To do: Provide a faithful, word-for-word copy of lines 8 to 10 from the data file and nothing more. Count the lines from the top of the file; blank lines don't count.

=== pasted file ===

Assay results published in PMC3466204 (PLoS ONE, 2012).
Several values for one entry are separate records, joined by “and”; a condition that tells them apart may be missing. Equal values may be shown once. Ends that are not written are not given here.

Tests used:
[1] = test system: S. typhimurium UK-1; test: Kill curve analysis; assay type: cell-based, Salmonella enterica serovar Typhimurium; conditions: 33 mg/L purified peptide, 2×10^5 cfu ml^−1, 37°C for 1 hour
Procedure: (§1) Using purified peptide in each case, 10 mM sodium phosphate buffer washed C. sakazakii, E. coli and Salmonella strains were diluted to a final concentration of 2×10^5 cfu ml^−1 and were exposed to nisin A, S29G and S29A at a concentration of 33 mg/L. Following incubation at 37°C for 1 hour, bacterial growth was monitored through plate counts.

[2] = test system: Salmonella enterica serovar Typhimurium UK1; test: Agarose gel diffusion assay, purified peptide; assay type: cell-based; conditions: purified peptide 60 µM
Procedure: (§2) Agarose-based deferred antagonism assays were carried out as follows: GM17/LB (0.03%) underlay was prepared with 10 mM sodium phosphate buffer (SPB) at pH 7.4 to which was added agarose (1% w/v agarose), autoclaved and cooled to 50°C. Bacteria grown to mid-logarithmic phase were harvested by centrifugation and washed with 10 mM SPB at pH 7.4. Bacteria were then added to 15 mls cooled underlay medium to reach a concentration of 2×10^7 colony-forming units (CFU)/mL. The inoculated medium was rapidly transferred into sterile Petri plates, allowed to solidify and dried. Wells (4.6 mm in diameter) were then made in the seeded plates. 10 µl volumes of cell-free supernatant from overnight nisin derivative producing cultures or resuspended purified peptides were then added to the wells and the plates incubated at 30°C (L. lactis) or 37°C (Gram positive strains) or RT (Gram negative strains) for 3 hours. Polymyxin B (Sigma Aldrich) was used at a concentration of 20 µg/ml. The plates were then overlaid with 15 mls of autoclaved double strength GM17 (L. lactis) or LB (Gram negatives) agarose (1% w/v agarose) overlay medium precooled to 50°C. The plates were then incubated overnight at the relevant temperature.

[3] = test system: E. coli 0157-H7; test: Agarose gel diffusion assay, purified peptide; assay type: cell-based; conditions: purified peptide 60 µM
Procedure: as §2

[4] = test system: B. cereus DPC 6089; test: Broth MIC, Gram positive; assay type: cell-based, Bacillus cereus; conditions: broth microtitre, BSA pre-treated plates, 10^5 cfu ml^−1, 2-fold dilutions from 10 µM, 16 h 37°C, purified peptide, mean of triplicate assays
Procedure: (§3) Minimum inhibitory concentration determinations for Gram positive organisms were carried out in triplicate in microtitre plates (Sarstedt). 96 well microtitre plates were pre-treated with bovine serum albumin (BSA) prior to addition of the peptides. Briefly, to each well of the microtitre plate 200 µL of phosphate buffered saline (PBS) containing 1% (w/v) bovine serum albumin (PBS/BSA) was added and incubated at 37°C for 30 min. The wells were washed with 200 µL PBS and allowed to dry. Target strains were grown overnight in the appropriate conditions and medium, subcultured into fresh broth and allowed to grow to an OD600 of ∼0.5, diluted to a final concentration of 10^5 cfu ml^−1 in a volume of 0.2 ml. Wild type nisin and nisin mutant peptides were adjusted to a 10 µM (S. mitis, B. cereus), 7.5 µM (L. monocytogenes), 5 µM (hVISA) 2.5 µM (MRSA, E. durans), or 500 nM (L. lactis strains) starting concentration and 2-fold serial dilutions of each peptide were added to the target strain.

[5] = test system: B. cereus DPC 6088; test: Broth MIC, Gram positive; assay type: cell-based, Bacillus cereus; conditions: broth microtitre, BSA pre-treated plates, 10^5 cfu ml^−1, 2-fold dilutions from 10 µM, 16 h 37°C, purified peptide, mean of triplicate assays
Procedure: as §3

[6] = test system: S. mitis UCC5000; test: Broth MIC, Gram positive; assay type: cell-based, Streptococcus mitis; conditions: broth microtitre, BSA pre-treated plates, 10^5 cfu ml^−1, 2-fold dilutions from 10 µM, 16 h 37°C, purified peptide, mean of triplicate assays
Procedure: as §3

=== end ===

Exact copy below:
[3] = test system: E. coli 0157-H7; test: Agarose gel diffusion assay, purified peptide; assay type: cell-based; conditions: purified peptide 60 µM
Procedure: as §2

[4] = test system: B. cereus DPC 6089; test: Broth MIC, Gram positive; assay type: cell-based, Bacillus cereus; conditions: broth microtitre, BSA pre-treated plates, 10^5 cfu ml^−1, 2-fold dilutions from 10 µM, 16 h 37°C, purified peptide, mean of triplicate assays